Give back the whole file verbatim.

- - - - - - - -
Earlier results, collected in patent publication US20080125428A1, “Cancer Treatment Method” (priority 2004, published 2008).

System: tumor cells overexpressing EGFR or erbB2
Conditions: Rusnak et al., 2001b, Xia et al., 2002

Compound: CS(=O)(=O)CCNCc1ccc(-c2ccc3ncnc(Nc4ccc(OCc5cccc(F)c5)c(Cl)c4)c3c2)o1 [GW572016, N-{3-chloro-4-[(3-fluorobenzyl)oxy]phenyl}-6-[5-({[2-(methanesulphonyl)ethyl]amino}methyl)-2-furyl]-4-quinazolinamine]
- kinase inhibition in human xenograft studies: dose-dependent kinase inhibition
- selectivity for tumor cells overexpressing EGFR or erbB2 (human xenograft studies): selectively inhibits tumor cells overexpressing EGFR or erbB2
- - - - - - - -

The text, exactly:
Earlier results, collected in patent publication US20080125428A1, “Cancer Treatment Method” (priority 2004, published 2008).

System: tumor cells overexpressing EGFR or erbB2
Conditions: Rusnak et al., 2001b, Xia et al., 2002

Compound: CS(=O)(=O)CCNCc1ccc(-c2ccc3ncnc(Nc4ccc(OCc5cccc(F)c5)c(Cl)c4)c3c2)o1 [GW572016, N-{3-chloro-4-[(3-fluorobenzyl)oxy]phenyl}-6-[5-({[2-(methanesulphonyl)ethyl]amino}methyl)-2-furyl]-4-quinazolinamine]
- kinase inhibition in human xenograft studies: dose-dependent kinase inhibition
- selectivity for tumor cells overexpressing EGFR or erbB2 (human xenograft studies): selectively inhibits tumor cells overexpressing EGFR or erbB2